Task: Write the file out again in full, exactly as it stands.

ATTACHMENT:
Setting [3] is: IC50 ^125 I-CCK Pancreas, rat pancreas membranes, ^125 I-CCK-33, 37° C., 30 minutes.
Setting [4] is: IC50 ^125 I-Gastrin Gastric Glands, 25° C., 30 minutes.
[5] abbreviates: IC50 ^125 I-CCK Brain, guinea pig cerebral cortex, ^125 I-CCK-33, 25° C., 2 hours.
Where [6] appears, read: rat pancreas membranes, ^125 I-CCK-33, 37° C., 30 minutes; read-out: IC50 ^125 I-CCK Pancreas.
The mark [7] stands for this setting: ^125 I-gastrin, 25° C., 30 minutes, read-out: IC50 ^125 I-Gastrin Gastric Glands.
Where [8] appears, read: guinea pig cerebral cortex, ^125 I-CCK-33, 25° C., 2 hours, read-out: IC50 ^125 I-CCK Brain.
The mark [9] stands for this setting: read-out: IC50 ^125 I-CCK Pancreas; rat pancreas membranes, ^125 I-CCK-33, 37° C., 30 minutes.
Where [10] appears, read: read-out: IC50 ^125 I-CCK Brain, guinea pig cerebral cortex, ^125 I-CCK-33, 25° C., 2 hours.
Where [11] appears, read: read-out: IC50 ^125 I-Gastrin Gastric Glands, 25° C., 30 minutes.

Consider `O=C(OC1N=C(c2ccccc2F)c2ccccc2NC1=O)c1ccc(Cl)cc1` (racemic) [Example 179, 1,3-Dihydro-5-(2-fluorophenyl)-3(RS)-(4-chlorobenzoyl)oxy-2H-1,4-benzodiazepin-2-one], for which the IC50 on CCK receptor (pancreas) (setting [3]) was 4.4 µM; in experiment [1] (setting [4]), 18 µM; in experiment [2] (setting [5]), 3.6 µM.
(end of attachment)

Setting [3] is: IC50 ^125 I-CCK Pancreas, rat pancreas membranes, ^125 I-CCK-33, 37° C., 30 minutes.
Setting [4] is: IC50 ^125 I-Gastrin Gastric Glands, 25° C., 30 minutes.
[5] abbreviates: IC50 ^125 I-CCK Brain, guinea pig cerebral cortex, ^125 I-CCK-33, 25° C., 2 hours.
Where [6] appears, read: rat pancreas membranes, ^125 I-CCK-33, 37° C., 30 minutes; read-out: IC50 ^125 I-CCK Pancreas.
The mark [7] stands for this setting: ^125 I-gastrin, 25° C., 30 minutes, read-out: IC50 ^125 I-Gastrin Gastric Glands.
Where [8] appears, read: guinea pig cerebral cortex, ^125 I-CCK-33, 25° C., 2 hours, read-out: IC50 ^125 I-CCK Brain.
The mark [9] stands for this setting: read-out: IC50 ^125 I-CCK Pancreas; rat pancreas membranes, ^125 I-CCK-33, 37° C., 30 minutes.
Where [10] appears, read: read-out: IC50 ^125 I-CCK Brain, guinea pig cerebral cortex, ^125 I-CCK-33, 25° C., 2 hours.
Where [11] appears, read: read-out: IC50 ^125 I-Gastrin Gastric Glands, 25° C., 30 minutes.

Consider `O=C(OC1N=C(c2ccccc2F)c2ccccc2NC1=O)c1ccc(Cl)cc1` (racemic) [Example 179, 1,3-Dihydro-5-(2-fluorophenyl)-3(RS)-(4-chlorobenzoyl)oxy-2H-1,4-benzodiazepin-2-one], for which the IC50 on CCK receptor (pancreas) (setting [3]) was 4.4 µM; in experiment [1] (setting [4]), 18 µM; in experiment [2] (setting [5]), 3.6 µM.